His comment followed the IRA's decision this week to withdraw an offer of full arms decommissioning. Last night the IRA accused Tony Blair and the Irish Prime Minister, Bertie Ahern, of "making a mess of the peace process" and warned: "Do not underestimate the seriousness of the situation."
Relations between Irish republicans and the two governments have cooled since the pounds 26m Belfast bank robbery in December, which London and Dublin have blamed on the IRA.
Standing outside 10 Downing Street yesterday, Paul Murphy, the Northern Ireland Secretary, discounted the possibility of a breakdown in the peace process, but reiterated the Government's belief that the IRA was involved in the robbery.
This week's IRA statement declared: "We do not intend to remain quiescent within this unacceptable and unstable situation. It has tried our patience to the limit. We are taking all our proposals off the table."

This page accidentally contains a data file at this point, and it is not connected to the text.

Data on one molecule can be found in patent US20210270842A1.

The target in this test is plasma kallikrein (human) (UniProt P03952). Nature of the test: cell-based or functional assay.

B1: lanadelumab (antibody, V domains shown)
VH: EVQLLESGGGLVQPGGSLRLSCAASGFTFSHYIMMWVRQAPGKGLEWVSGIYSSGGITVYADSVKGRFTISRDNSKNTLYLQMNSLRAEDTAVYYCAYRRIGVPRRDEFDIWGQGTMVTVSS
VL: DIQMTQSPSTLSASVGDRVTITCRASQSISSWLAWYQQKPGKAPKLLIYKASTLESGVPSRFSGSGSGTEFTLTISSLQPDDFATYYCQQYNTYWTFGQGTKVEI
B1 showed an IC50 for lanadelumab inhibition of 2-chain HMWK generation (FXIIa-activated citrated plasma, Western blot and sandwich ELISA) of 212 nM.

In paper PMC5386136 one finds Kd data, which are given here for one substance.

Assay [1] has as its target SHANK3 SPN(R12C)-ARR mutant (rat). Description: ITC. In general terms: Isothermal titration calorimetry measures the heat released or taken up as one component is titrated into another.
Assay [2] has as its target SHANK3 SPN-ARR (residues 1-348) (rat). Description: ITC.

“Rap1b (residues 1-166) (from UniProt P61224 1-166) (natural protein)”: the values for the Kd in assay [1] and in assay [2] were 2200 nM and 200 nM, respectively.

Mr Adams said he had told Mr Blair and Mr Ahern that "confrontation is not the way forward" and warned "the peace process could be as transient as Mr Blair's time in Downing Street".
Further exchanges are expected next week with the publication of a report by the Independent Monitoring Commission, which examines paramilitary activity. It is expected to repeat the robbery charge against the IRA and recommend sanctions against Sinn Fein. The IRA denies involvement.
Northern Ireland's Chief Constable, Hugh Orde, said he did not believe the IRA statement meant a return to wider violence. "We know they have the capacity. We know they have the capability. I am currently of the view that they do not have the intent," he said.
"I do not think the statement changes that. But I also make the point that this is an organisation that still exists, is well organised and has not gone away."
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